an order declaring that the DOT Credit Council has no lawful or valid function with respect to Title XI applications, directing the Secretary to cease and desist from interfering with the Administrator’s performance of his ministerial and discretionary responsibilities regarding Title XI applications in general and APT’s application in particular, and directing the Administrator . . . to cease and desist from submitting such applications to the DOT Credit Council and to grant or deny APT’s application without regard to the opinions, objections, recommendations or authorization of the Credit Council.
Suppl. Compl. at 39. Finally, in the third count of the supplemental complaint, the Plaintiff alleges that “[p]ast interference by the Secretary . . . and the DOT Credit Council with the Administrator’s performance . . . has so infected and prejudiced the deliberative process used by, and the judgment of, the incumbent Administrator that he is incapable of fairly assessing the merits of APT’s Title XI application.” Id. at ¶ 115. The Plaintiff thus asked the Court to order the Administrator to recuse himself from consideration of the Plaintiff’s application on remand, and requiring a de novo review of the amended application by a new official within the Maritime Administration. Id. at 39-40.
Upon the Defendant’s motion to dismiss, the Court determined that the Plaintiff has standing to challenge the Maritime Administrator’s denial of the applications, and that the Administrator’s decision on an application for a loan guarantee is not committed to agency discretion by law and is thus reviewable by the Court. 5/6/13 Mem. Op., ECF No. , at 8-15. The Court further concluded that the Defendants failed to identify any statutory or other authority by which Secretary of Transportation can require the Maritime Administrator to submit applications for Title XI loan guarantees to the Credit Council to obtain the Council’s recommendation before the Administrator may grant or deny the application. Id. at 15-20. Finally, the Court found that the Plaintiff failed to state a claim for relief or establish the Court’s subject matter jurisdiction with respect to its request that the current Maritime Administrator be recused from considering the Plaintiff’s application if the case is remanded to the agency for further consideration. Id. at 20-21.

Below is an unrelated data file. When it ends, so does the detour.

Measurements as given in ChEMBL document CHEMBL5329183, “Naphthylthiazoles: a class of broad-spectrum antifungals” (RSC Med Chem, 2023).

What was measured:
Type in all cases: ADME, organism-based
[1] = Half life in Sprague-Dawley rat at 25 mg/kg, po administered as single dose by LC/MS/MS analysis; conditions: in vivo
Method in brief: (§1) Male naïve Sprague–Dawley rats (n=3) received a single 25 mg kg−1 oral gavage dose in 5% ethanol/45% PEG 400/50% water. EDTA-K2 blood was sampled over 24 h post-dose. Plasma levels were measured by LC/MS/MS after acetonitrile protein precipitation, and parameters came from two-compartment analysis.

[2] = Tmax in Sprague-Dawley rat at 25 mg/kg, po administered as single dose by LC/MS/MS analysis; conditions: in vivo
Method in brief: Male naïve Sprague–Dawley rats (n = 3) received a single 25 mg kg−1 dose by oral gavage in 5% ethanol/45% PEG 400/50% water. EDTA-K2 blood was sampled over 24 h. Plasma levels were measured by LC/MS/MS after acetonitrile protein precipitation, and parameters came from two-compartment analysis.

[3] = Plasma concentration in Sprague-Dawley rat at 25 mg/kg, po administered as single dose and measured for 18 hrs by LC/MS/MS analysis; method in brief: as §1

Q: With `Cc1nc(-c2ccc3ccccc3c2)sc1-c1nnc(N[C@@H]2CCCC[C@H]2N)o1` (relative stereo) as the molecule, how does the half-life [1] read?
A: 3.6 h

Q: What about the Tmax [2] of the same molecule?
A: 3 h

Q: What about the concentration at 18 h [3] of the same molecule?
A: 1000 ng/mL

The Court set a briefing schedule for the parties’ cross-motions for summary judgment, and also set a schedule for briefing any motions regarding the scope of the Administrative Record. 6/3/13 Order, ECF No. . The Plaintiff subsequently filed the present motion to compel, which is now ripe for consideration by the Court.
II. LEGAL STANDARD
The Administrative Procedure Act directs the Court to “review the whole record or those parts of it cited by a party.” 5 U.S.C. § 706. This requires the Court to review “the full administrative record that was before the Secretary at the time he made his decision.” Citizens to Preserve Overton Park v. Volpe, 401 U.S. 402, 420 (1971), abrogated on other grounds by Califano v. Sanders, 430 U.S. 99 (1977). Courts in this Circuit have “interpreted the ‘whole record’ to include all documents and materials that the agency directly or indirectly considered . . . [and nothing] more nor less.” Pac. Shores Subdivision, Cal. Water Dist. v. U.S. Army Corps of Eng’rs, 448 F.Supp.2d 1, 4 (D.D.C. 2006) (citation omitted). “[A]bsent clear evidence, an agency is entitled to a strong presumption of regularity, that it properly designated the administrative record.” Id. at 5.